we need to keep an eye on it for possible 95L
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Quoting AllStar17:


That's the graphic I made for the 11pm advisory...and 50 mph has been its intensity since 8pm after recon investigated.

No problem regarding the graphics...I love doing them!


I was gone at a concert in baton rouge, couldn't get fone service to get on here
Quoting tropicfreak:


And I was just about to say how wonderfully the blog was behaving and no one was there to stir up any unnecessary trouble. Did I or did I not jinx that? Lol. Oh well...there goes JFV #13 on my ignore list. Back to the tropics.

How strong is Beryl expected to be once it reemerges off of SC or GA?


50 according to NHC
Member Since: June 17, 2011 Posts: 11 Comments: 6492
Quoting tropicfreak:


And I was just about to say how wonderfully the blog was behaving and no one was there to stir up any unnecessary trouble. Did I or did I not jinx that? Lol. Oh well...there goes JFV #13 on my ignore list. Back to the tropics.

How strong is Beryl expected to be once it reemerges off of SC or GA?


NHC has it as a depression.
Member Since: June 29, 2009 Posts: 13 Comments: 5313
Quoting weatherh98:


I see it strengthened while I was gone

Thanks much


That's the graphic I made for the 11pm advisory...and 50 mph has been its intensity since 8pm after recon investigated.

No problem regarding the graphics...I love doing them!
Member Since: June 29, 2009 Posts: 13 Comments: 5313
Quoting weatherh98:
Twice In two days janiel f Vargas has showed up

That's when you know the tropics are hot

Hello fello bloggers how are yall


And I was just about to say how wonderfully the blog was behaving and no one was there to stir up any unnecessary trouble. Did I or did I not jinx that? Lol. Oh well...there goes JFV #13 on my ignore list. Back to the tropics.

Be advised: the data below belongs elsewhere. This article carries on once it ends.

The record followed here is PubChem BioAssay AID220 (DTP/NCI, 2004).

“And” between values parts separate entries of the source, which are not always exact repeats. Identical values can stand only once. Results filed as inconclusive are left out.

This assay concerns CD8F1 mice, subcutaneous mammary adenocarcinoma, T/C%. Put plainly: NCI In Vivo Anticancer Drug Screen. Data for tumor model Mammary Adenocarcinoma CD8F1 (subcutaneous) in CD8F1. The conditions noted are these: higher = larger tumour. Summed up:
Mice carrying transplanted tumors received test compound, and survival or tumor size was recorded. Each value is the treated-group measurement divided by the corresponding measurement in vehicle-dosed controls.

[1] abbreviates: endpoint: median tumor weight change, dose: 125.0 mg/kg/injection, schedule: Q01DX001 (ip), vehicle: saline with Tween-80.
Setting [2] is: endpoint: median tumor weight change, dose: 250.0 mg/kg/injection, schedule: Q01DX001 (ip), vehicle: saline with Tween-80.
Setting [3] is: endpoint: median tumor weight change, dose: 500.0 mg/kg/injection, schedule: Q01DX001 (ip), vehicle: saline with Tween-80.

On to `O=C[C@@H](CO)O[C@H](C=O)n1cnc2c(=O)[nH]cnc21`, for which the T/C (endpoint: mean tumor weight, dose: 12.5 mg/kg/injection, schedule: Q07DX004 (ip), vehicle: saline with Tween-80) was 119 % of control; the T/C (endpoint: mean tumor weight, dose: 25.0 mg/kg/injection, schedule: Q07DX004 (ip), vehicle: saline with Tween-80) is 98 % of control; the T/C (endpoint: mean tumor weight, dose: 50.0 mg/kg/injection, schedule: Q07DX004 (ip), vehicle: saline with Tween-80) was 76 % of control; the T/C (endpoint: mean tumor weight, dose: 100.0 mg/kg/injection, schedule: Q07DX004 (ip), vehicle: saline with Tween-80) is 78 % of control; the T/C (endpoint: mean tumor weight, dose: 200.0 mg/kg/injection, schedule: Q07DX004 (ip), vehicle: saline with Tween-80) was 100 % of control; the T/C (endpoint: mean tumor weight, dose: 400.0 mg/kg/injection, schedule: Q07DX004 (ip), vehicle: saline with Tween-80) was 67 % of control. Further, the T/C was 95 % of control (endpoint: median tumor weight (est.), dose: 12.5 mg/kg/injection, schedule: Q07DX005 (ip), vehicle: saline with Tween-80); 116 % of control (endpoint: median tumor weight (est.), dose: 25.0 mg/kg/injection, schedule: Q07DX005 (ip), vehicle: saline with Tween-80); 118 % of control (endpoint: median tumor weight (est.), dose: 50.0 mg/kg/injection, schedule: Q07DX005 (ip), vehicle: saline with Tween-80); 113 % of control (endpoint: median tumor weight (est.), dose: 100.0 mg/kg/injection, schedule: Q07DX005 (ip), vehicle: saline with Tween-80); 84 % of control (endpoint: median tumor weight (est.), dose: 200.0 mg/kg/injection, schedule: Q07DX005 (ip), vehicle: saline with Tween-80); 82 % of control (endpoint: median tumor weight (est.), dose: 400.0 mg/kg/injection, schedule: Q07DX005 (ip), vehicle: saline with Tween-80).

How strong is Beryl expected to be once it reemerges off of SC or GA?
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BRB
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Quoting AllStar17:
**THE LATEST**
(click to enlarge)


I see it strengthened while I was gone

Thanks much
Member Since: June 17, 2011 Posts: 11 Comments: 6492
**THE LATEST**
(click to enlarge)
Member Since: June 29, 2009 Posts: 13 Comments: 5313
Quoting BahaHurican:
Good to see u, nc.... I hope u can find more time when the season is hot and hectic.


Thank you very much Baha, it is great to see you, as well. I will do my best to visit the blog as often as time will permit. I hope you are doing well and I will look forward to seeing you on and around the blogs again very soon!:)
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It's a SMACKDOWN!!!

Anyway - I'm lurking too. :)
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She is now building the coldest cloud tops of her life and they are growing in size.
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1972 looks like an interesting year track-wise... just about everything formed between the Yucatan and here [The Bahamas] and there were 4 STS, one of which transitioned to a hurricane.... Looks like it was prolly an el nino year.
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Quoting TropicalAnalystwx13:

I remember that night concerning Katrina. I was absolutely stunned.


Try how I felt... It's was heading right at me lol
Member Since: June 17, 2011 Posts: 11 Comments: 6492
Looks like Beryl will rain on our grad party we are hosting next friday here in central Va....or is it from the trough that is kicking it NE?
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Quoting ncforecaster: